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Exa 0.7.0

On the terminal, ls is surely a contender for being one of the most used commands. Typing ls is often muscle memory for those of us who often navigate the filesystem from Bash, checking the contents of directories or the sizes of files. It's quick to type and often just as quick to deliver results, and there's never been a really good reason to replace it. However, this command – exa – offers enough upgrades over vanilla ls that it might be worth the alias in your bashrc. However, there are several big differences when using exa, and the first you'll notice is the output, especially long -l output. The output from exa is always full of color – and not just color for its own sake, but functional color. Each permission has a different hue, for example, as does the Date, owner, and Name columns. You can also view extended attributes and sizes, making the additional colors both easier on your eyes and a valuable addition when surfing through hundreds of files.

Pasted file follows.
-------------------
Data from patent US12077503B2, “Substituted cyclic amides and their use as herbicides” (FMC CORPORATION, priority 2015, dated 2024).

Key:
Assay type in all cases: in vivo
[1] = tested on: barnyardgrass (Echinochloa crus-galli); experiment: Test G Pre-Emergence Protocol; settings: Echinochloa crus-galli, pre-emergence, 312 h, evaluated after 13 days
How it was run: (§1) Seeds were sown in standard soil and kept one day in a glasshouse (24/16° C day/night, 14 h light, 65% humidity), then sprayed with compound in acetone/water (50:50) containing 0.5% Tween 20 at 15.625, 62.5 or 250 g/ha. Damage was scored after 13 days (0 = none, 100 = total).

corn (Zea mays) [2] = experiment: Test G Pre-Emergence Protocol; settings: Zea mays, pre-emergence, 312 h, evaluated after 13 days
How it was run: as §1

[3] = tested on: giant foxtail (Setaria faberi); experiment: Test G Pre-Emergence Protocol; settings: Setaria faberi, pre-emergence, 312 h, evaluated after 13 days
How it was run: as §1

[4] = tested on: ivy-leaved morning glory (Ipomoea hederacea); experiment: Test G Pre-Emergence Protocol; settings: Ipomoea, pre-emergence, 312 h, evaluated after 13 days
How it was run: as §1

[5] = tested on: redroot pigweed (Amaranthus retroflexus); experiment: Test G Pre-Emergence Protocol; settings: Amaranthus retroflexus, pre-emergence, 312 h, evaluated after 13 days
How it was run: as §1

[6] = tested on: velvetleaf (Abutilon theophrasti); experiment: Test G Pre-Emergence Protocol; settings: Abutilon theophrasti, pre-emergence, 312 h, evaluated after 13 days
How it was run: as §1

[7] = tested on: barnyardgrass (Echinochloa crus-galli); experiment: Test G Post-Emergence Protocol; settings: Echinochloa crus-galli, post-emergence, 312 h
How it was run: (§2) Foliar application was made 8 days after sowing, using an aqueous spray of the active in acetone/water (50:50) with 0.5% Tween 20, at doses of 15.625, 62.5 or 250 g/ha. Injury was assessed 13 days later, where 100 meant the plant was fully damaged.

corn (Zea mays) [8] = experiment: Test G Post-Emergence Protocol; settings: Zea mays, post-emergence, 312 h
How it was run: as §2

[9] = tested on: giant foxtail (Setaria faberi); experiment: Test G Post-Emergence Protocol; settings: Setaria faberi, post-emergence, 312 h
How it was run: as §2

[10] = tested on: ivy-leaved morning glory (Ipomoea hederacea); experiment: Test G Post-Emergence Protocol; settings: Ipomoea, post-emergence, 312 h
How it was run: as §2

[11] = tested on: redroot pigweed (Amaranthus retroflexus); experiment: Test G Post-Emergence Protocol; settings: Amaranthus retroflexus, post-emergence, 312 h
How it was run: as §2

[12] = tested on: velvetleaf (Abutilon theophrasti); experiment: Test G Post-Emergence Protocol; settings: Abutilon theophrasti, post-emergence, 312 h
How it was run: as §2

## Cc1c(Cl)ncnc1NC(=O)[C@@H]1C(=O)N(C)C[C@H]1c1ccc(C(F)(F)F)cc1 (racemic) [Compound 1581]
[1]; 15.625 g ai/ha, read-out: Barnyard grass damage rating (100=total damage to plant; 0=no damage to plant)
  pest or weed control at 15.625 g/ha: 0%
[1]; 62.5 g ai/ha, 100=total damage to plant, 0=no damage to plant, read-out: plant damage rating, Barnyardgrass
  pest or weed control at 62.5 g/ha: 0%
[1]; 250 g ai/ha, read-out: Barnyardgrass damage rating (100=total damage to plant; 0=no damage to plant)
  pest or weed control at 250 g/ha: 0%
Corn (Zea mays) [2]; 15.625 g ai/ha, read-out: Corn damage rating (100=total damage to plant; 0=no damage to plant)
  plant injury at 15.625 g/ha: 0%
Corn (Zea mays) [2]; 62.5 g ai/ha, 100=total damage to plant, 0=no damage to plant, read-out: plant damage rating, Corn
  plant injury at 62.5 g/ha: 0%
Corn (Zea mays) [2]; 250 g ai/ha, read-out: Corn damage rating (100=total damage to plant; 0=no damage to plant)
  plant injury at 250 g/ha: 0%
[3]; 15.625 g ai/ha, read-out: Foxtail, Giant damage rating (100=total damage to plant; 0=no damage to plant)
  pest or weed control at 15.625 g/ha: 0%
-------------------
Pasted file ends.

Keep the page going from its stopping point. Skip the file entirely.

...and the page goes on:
This profusion of color is not the only advantage exa has over ls; exa includes a tree view by default, which is still the best way of getting a good overview of your system if you can't access a GUI. You can even see which files are staged and unstaged when navigating a Git repository. Git integration may seem niche, but it's very useful if you don't use something like Powerline, as you often navigate projects from the command line while executing git status to see what's staged. Because of the way the arguments are written and because of some of the extended options, exa can't directly replace ls, and typing exa is certainly more laborious than the two finger rapidity of ls, but I've found it useful enough to replace ls in most circumstances, especially with the

exa -bghl --group-directories-first --sort name

set of arguments, which can easily be used as an alias for ls -al.

Project Website

https://the.exa.website/

One of exa's best features is its ability to show which files in a Git repository have been staged, even from the tree view.

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